Brooklynites in Samarkand

Samarkand, Uzbekistan, on Monday, October 20, 2014.

“This will be the first time I don’t take pictures of my food,” said the older American man across from me at the dinner table, back at the Antica B&B where I was staying. He had just come from spending a few days in a remote, less-frequented village in the mountains, and it was a culture shock for him to be seated at a proper dinner in civilization, with other people. It was a bigger shock that in our conversation, we found out that he was not only American, and not only from New York, but also from Brooklyn. “By relocation,” he said.

His name was Jonathan, and was traveling independently in Uzbekistan for a couple of weeks. He too had friends that thought he was crazy to go to such a country, even his wife, but he assured them that it was perfectly fine place to go.

We dined on the home-cooked meal prepared for us, and chat over a couple of beers. Needless to say, he became my BFFN.

Getting my dolma on. (Vegetables stuffed with rice and meat.)

“Wow this is just amazing,” my BFFN Jonathan from Brooklyn said. “Where else could you just walk out to this?”

Our B&B Antica was just a 30-second walk to the Gur-E-Amir Mausoleum, and having just arrived in Samarkand, he hadn’t seen it yet. I told him I wanted to check it out after dinner to see it lit up.

Officially the site was closed, but there’s no closed gate. We walked in and started shooting photos until the night guard approached us. “Ticket?” he asked me.

“I have mine from before,” I told him and showed him.

“Three thousand for pictures.”

“What if I don’t want to take pictures?” I said. That threw him for a loop.

“Your friend?” he asked me, pointing at Jonathan shooting pictures.


He made him buy a ticket, “Good for three days.” Then he had a change of heart. “Photos, free.”

Funny, I didn’t pay the first time for photos, but was happy to not have to pay a bribe for being there off hours. And lucky for us, the door to the inside was still open.

“There’s no one here!” Jonathan raved. We had the Gur-E-Amir Mausoleum to ourselves. Well, us and the dead guys.

Jonathan was amazed, and I was too, even the second time around. “This is spectacular,” he said. “It’s almost kitschy because it’s so over the top. Islamic baroque.”


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Next entry: Thanks to My Uzbek Connection

Previous entry: My Crown Jewel of Samarkand

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This dispatch is one of over 70 travel dispatches from the trip grouped and titled, "The Global Trip: 'Stan By Me." It's an archived compilation of Instagram and Facebook posts which chronicled a trip through three countries in Central Asia: Kazakstan, Kyrgyzstan, and Uzbekistan.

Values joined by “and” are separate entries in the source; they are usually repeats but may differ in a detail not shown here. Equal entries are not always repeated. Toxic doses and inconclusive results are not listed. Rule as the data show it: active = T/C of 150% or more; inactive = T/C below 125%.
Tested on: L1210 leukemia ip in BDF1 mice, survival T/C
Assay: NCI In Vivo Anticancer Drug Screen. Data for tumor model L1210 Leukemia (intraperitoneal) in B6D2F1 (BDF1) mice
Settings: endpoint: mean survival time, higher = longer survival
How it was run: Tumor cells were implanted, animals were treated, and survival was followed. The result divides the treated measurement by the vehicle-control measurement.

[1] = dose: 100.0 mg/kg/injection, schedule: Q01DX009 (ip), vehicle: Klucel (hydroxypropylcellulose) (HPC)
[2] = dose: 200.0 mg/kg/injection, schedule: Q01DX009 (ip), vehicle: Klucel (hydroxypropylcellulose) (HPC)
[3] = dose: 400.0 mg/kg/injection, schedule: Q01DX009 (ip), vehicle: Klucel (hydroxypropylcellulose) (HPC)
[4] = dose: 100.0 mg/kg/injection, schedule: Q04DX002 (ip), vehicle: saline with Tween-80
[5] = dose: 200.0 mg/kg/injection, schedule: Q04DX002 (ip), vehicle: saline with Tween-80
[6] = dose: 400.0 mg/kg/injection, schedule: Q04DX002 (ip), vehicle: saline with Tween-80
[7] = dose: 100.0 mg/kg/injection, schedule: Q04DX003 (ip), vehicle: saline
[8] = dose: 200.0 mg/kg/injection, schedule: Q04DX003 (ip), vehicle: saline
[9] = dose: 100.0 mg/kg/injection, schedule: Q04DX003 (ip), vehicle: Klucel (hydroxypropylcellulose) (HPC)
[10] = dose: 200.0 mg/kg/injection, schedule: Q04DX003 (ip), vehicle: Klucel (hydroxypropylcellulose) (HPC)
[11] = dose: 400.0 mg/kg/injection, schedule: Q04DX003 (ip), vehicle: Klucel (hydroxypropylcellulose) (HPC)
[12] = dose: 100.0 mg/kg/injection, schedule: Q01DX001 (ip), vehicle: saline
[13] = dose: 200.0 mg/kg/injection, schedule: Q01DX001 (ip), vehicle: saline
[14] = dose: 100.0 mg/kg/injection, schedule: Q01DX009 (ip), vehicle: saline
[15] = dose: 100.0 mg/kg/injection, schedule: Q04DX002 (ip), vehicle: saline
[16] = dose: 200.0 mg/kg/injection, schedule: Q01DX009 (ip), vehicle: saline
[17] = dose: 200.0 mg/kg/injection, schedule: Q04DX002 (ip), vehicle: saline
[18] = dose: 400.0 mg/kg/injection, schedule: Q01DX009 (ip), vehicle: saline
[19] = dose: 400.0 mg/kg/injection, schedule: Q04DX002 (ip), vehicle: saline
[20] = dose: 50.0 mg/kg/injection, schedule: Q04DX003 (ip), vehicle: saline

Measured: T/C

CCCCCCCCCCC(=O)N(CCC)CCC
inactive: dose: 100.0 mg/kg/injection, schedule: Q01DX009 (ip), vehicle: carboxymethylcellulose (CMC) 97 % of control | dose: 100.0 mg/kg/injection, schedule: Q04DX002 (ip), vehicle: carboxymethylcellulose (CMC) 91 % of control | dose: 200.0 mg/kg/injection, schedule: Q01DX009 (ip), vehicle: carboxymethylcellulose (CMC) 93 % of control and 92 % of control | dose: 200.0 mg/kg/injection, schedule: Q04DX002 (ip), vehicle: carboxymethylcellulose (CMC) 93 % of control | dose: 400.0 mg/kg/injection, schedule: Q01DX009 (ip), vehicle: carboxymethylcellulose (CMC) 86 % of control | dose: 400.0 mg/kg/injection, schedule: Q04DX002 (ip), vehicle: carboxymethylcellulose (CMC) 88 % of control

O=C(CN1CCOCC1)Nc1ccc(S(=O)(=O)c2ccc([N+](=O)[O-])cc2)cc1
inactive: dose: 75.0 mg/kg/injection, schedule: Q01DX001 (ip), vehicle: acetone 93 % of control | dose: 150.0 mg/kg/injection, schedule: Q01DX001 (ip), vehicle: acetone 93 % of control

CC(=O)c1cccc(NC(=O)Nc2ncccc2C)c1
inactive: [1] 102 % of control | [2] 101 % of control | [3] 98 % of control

Next entry:
Thanks to My Uzbek Connection

Previous entry:
My Crown Jewel of Samarkand


Confused at some of the jargon that's developed with this blog and its readers over the years? Here's what they mean:

BFFN: acronym for "Best Friend For Now"; a friend made on the road, who will share travel experiences for the time being, only to part ways and lose touch with

The Big Trip: the original sixteen month around-the-world trip that started it all, spanning 37 countries in 5 continents over 503 days (October 2003–March 2005)

NIZ: acronym for "No Internet Zone"; a place where there is little to no Internet access, thus preventing dispatches from being posted.

SBR: acronym for "Silent Blog Reader"; a person who has regularly followed The Global Trip blog for years without ever commenting or making his/her presence known to the rest of the reading community. (Breaking this silence by commenting is encouraged.)

Stupid o'clock: any time of the early morning that you have to wake up to catch a train, bus, plane, or tour. Usually any time before 6 a.m. is automatically “stupid o’clock.”

The Trinidad Show: a nickname of The Global Trip blog, used particularly by travelers that have been written about, who are self-aware that they have become "characters" in a long-running story — like characters in the Jim Carrey movie, The Truman Show.

WHMMR: acronym for "Western Hemisphere Monday Morning Rush"; an unofficial deadline to get new content up by a Monday morning, in time for readers in the western hemisphere (i.e. the majority North American audience) heading back to their computers.

1981ers: people born after 1981. Originally, this was to designate groups of young backpackers fresh out of school, many of which were loud, boorish and/or annoying. However, time has passed and 1981ers have matured and have been quite pleasant to travel with. The term still refers to young annoying backpackers, regardless of year — I guess you could call them "1991ers" in 2013 — young, entitled millennials on the road these days, essentially.

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